Sunday, January 9, 2011

The Perfect Push-up should be in your posession. Here's why...

Ubiquity, more often than not, is a curse in the fitness world. If it's everywhere, chances are that it's also over-hyped. That can only mean on thing: it's also a piece of shit if it's being pushed that hard! Only a few legitimate pieces of training equipment manage to elude this fate: most notably, barbells and dumbbells. Stuff like the Perfect Push-up get about as much respect as the 5 lbs, plastic-coated kettlebell and workout DVD set it's placed next to on clearance at your local Wal-Mart.

That's just too bad. I'm not going to go so far as to elevate it to the same pantheon of all-time great training gear as the ancient barbell or dumbbell but I'm quick to defend this often-maligned piece of gear. I've actually got the original and the travel version. I started out like everyone else about this thing: I was very skeptical. Rather than pay good money for something that might turn out to be complete junk, I did the next best thing: I put it out there as a suggestion to anyone looking for a gift for me for Christmas. My wife took the bait, and I got to work on trying it out.

How do these work? They provide the shoulders with more work. Why they do this is pretty simple to understand once you get an info dump on the Deltoid muscle. The Delt is a classic example of multipennate muscle fiber. What that means is the fibers of the muscle are laid in a feather-like arrangement. So, when they contract, they move in a somewhat circular manner. This creates a lot of tension and power in a short movement... or so the creater of the PP, Alden Mills, says, and who am I to disagree with a former platoon commander of SEAL Team Two?

So the Perfect Push-up, by adding rotation to the movement in addition to moving the body up and down, creates more Delt recruitment. So, this dual-action helps make the push-up harder, often reducing the number of reps by 1/3 to 1/2, depending on the push-up variation. That's why I think that they rock so much!

So, if you're doing 50 push-ups without the PP, now you're doing 33...

Wait a second...

This is bullshit, right? It's still well within the realm of the dreaded, muscular-bulk-choking strength endurance! So, what the hell's the point of shelling out the $30 or $40 that these things are going for if there's no "real, serious" strength training benefit?

Think beyond the possibilities of little instruction cards and posters included with the PP. Remember that push-ups are a family of exercises, not just one exercise. So, you just have to look to other push-up variations. So, do other push-ups with them than just the standard push-ups!

Candidate number one for PP's is one of my favorite exercises of all: the handstand push-up. The PP is plenty rugged enough to handle my entire bodyweight bearing down on them and will easily slice off 1/2 of your reps that you're capable of doing due to the rotation and the extra 4 inches of extra height you can lower yourself.

Still not enough? What about one arm push-ups? Did you ever consider those because you can do those on the PP's as well! I started doing those late, last year. Since the handles elevate the body, they make the OAP a little easier on the abs and obliques. That overall ease rapidly disappears as the body dips down, below the handle. Coming back up also becomes more difficult too. Once again, expect at least a 50% drop in reps.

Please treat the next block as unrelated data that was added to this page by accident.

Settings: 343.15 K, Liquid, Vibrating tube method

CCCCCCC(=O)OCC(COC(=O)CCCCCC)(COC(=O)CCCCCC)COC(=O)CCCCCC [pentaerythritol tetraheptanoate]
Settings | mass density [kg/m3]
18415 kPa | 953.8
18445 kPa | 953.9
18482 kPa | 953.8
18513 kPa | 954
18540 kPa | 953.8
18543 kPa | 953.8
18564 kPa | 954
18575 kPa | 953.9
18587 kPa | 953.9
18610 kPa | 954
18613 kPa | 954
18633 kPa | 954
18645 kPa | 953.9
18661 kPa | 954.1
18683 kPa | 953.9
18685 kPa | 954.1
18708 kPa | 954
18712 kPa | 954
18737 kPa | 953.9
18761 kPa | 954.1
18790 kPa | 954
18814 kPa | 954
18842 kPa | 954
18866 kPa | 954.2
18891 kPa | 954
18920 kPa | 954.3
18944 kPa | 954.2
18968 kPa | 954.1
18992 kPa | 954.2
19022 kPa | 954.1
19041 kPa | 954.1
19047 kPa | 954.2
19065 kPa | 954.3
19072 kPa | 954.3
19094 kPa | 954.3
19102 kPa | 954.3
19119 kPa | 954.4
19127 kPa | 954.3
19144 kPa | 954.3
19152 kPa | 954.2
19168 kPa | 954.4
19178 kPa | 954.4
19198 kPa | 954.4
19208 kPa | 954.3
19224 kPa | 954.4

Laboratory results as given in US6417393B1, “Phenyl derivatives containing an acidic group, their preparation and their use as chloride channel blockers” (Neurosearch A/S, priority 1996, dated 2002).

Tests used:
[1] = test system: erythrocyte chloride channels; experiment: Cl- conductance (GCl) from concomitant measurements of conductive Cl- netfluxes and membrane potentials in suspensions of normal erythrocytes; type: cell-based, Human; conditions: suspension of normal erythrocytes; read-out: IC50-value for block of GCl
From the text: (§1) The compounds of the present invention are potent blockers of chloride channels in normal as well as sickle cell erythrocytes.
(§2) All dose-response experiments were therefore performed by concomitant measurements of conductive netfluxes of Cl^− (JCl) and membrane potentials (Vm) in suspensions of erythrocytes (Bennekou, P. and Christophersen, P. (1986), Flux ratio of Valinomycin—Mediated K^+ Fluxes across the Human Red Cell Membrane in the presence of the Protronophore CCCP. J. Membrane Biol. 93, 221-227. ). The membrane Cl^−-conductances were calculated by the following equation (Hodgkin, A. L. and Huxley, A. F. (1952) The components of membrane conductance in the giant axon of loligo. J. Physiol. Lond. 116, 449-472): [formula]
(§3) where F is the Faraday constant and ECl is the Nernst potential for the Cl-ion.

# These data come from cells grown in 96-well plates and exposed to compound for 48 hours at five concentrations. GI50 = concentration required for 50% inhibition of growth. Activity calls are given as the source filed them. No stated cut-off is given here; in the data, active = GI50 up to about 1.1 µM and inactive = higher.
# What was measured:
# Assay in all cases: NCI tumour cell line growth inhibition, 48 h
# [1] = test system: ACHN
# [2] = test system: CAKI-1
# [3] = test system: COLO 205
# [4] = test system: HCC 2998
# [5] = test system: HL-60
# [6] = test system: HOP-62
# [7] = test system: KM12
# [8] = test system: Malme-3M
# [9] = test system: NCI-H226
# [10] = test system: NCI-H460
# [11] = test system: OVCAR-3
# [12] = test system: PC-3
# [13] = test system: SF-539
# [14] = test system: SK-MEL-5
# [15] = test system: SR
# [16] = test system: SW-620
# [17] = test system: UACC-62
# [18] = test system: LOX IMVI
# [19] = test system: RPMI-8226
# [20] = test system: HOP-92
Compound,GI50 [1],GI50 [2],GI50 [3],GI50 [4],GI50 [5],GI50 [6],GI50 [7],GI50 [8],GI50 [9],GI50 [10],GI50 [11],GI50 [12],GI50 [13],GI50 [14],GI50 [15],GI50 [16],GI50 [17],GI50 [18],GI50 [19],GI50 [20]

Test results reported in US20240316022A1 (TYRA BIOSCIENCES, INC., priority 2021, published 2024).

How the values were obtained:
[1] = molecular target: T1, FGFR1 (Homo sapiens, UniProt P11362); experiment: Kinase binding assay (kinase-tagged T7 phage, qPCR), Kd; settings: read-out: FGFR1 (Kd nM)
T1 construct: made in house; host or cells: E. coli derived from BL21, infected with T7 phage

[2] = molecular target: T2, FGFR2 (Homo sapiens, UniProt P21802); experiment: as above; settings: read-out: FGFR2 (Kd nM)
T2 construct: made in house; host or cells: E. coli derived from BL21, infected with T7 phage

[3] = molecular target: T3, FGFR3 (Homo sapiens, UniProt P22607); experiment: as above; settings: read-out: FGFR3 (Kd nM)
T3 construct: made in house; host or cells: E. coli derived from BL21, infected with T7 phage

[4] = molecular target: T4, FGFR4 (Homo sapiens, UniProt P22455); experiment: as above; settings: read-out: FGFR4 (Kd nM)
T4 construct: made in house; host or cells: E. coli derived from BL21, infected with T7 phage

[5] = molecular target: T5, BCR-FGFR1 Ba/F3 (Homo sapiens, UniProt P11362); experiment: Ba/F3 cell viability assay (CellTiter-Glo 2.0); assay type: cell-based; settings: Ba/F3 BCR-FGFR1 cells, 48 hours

On both push-ups, start out with the handles parallel to your body, rotating them to perpendicular as you drop down.

One thing that anyone who decides to use BW as a part of strength training will quickly realize is that this style of training requires the user to look past the obvious two methods of making an exercise harder: add more reps and/or add more weight. The former only works for so long and the latter costs money and demands more and more stuff. Maybe the perpetual demand for more of the ferrous stuff isn't a problem for you. Others aren't so well endowed. So, I like the PP because it introduced something me to a new, yet simple, way to make an exercise family that is so ubiquitous in the fitness world harder.


Abo said...

Hello there,

I have had a read through your site and enjoyed my time.

I, like you, love bodyweight. There is something nice about the knowledge that you can have an excellent work out anywhere with virtually nothing.

I have been reading alot about the arument over mass gain with bodyweight exclusivly.

Whats your opinion on this? Your obviously very strong but are you happy with your size?

I tried a cluster set of pushups last night and found it very challenging.

Justin_PS said...

Hi Abo,

There is a page to the right that has a collection of my BW + Mass gain articles. I'll give you the brief run-down right now: It's mmore about what you eat than how you train. If the exercise that you're doing is so difficult that you can barely do it for 30 seconds straight, give or take 20 seconds, then the muscle will grow thicker. The body doesn't really know or care if it's extra weight or really poor leverage that's doing the work.

Am I happy with my size? Generally speaking, yes I am. I'm like anyone else though. I get times where I'm not happy with my size and I still wish I was bigger. The urge is fleeting and not strong enough to make me want to get bigger. It's a chore for me to maintain 170-175 lbs and it's even more difficult to rise up higher. I'm not into all the eating, the growing pains, and the clothes shopping that comes from getting bigger. Not to mention the grocery bills.